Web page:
4K/UHD TVs are no longer a rarity and are now emerging as mainstream. According to IHS, of all the TVs sold in 2019, half will be 4K/UHD.
A Report from IHS
Paul Gagnon at IHS Markit has recently published a report: “Advanced TV technologies poised for growth.”
“Of the 226 million TVs expected to ship in 2019, more than half will be ultra-high-definition (UHD) models, the majority of which are 4K. However, 8K TVs from major global TV brands will launch toward the end of 2018, kicking off the next wave of resolution transition.”
Analyst Gagnon points out that growth in the TV market is typically due to decreasing, attractive pricing. That’s based on economies of scale, but as TV makers do that, competition heats up and profits can still be squeezed.
However, this growth through price compression has a negative effect on profits, so TV brands are actively looking for more growth from advanced TV models to improve earnings. [Emphasis mine.]
By “advanced,” IHS means OLED, Quantum Dot (QD) technology, and 8K/UHD. For a primer on Quantum Dots, see: “A Primer: LCDs, OLEDs, Quantum Dots and MicroLEDs.” The tl;dr version is that Quantum Dot TVs still use backlit LCDs and are still inferior to OLED when it comes to black-levels. Note, however, that all modern 4K/UHD TVs offer HDR, at the minimum HDR10.
While there has been a slight decline in unit shipments in 2017, the forecast is for 3.6 percent growth in 2019. That’s probably due to several factors. First HDR technology is maturing, more widely adopted and better understood by consumers. For a great primer, see:
Second, the amount of 4K/UHD content available from streaming providers, like Apple, Amazon and Netflix has good market awareness and is becoming mainstream. And finally, TV makers no longer find it profitable to manufacture 1080p/HD TVs larger than 49 inches. So if the customer wants something bigger, it’ll have to be 4K/UHD.
Advanced 4K/UHD TVs with OLED or Quantum Dot displays are now popular in the 55-inch range [see below] and run about US$1,000 more than conventional 4K/UHD technology, using LED/LCDs. The sweet spot there is 65-inches.
For a good round-up of the best OLED, Quantum Dot, and LCD/LED TVs in the autumn of 2018, see: “The best 4K TVs of 2018.”
What About 8K/UHD?
IHS Markit forecasts that the 8K TV market will grow from less than 20,000 units in 2018 to more than 430,000 in 2019 — eventually approaching 2 million units by 2020. All of this growth will be centered on 60-inch and larger screen sizes, with 65-inch TVs accounting for more than half of the volume.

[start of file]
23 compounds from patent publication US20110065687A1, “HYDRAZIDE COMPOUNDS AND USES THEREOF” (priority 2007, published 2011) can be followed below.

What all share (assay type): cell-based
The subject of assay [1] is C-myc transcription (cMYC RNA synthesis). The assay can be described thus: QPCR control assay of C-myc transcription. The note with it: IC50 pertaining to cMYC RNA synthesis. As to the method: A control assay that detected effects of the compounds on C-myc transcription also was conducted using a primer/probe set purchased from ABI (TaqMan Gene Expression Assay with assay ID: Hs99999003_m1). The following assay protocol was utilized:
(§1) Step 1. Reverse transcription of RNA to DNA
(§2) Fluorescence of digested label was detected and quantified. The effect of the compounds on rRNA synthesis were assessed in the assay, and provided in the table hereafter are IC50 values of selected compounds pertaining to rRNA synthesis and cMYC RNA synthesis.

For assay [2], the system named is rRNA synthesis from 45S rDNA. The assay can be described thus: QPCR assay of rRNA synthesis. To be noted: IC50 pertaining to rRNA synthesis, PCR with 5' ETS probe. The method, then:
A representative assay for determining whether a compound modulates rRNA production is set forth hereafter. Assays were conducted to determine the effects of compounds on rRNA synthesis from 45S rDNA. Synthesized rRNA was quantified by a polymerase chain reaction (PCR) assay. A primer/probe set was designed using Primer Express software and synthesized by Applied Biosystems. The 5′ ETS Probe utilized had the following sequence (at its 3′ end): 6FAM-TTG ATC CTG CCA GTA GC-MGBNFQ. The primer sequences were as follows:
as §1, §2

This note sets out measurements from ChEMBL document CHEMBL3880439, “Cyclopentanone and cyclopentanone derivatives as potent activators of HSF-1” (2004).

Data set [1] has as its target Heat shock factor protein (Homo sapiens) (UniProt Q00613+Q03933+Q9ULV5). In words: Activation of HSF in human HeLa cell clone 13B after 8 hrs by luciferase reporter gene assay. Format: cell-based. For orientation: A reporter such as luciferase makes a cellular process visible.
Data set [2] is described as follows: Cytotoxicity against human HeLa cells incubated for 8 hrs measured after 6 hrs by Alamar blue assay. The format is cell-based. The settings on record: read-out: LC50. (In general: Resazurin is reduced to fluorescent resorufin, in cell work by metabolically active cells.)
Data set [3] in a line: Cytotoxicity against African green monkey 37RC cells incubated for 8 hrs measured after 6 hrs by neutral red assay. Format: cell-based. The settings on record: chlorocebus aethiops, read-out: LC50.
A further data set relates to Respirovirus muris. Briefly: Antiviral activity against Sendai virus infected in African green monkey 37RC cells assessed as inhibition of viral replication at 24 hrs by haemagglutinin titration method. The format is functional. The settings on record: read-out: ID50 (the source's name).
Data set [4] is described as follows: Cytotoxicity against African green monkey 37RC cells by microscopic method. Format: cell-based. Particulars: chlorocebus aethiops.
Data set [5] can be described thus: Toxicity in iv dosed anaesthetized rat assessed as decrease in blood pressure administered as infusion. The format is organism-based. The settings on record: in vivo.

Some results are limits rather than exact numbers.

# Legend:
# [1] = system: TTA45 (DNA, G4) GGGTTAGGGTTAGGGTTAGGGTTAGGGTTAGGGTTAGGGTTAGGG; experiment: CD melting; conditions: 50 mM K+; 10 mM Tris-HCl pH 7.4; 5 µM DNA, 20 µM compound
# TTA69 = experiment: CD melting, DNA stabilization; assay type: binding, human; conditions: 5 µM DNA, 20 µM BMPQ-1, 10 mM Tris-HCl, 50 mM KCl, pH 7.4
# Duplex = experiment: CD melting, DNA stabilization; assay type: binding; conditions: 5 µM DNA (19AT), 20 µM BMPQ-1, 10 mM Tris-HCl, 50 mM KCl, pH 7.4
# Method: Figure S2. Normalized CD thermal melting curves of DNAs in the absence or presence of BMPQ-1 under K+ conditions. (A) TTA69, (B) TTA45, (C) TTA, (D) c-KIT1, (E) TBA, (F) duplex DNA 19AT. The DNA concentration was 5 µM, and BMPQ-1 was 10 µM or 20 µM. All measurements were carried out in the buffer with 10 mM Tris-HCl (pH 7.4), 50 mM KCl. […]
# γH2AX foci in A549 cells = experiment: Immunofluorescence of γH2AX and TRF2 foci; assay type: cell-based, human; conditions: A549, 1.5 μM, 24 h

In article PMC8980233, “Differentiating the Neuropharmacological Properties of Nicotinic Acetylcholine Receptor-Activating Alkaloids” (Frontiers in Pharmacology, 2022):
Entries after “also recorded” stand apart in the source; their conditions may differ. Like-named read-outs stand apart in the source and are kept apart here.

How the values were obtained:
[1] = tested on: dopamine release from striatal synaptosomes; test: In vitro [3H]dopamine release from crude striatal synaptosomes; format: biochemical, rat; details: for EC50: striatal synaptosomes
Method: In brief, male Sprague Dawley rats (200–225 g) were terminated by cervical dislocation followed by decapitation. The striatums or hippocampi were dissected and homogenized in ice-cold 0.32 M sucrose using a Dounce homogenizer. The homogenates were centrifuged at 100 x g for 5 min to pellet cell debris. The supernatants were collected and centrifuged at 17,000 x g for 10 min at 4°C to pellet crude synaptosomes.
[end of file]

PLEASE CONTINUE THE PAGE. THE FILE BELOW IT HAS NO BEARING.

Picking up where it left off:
Due to the well-known Retina effect, it doesn’t make sense to build an 8K/UHD TV less than 65 inches in size. As for how fast 8K/UHD will overtake 4K/UHD in sales, that’s a complex question. Even in 2020, the number of 8K/UHD TVs sold will remain a small fraction of all 4K/UHD TVs sold, according to IHS. (See chart.)
Finally, the IHS report has interesting observations to make about the emergence of OLED, mostly notably from LG and Sony and Quantum Dots, most notably from Samsung.
OLED TV is expected to grow more than 40 percent in 2019, rising to 3.6 million units. This growth is in line with previous forecasts, because demand is essentially matching industry production capacity. The size mix still favors 55-inch TVs, based on current prices, but it will transition to mostly 65-inch TVs by 2020, when new production capacity is optimized for larger screen sizes, and when substantial growth is expected in the OLED TV category.
Quantum dot LCD TV shipments are now forecast to exceed 4 million units in 2019, based on more aggressive pricing and the introduction of transitional quantum-dot-equipped LCD TV models.’The high-end prices of non-QD-equipped LCD TV models and the prices of the low end QD-equipped LCD TV models have moved closer together,’ [Paul] Gagnon said. ‘This extension of the quantum dot LCD TV lineup into more moderate price ranges effectively reduces the quantum dot premium to less than 100 percent at mid-range sizes, opening up the category to a larger addressable market of consumers.’
It appears that the TV industry has been successful in selling customers on the idea of 4K/UHD thanks to the dramatic picture enhancements of HDR and the relatively good availability of streaming 4K/UHD content.
While the industry will eventually find it unprofitable to manufacture even 4K/UHD TVs — preferring to move production to 8K/UHD, buyer financial resistance, the lack of a new, dramatic motivating factor such as HDR, and the fact that the US broadcast system will remain at HD for many more years means that we likely won’t be looking a 8K/UHD as mainstream for at least another decade.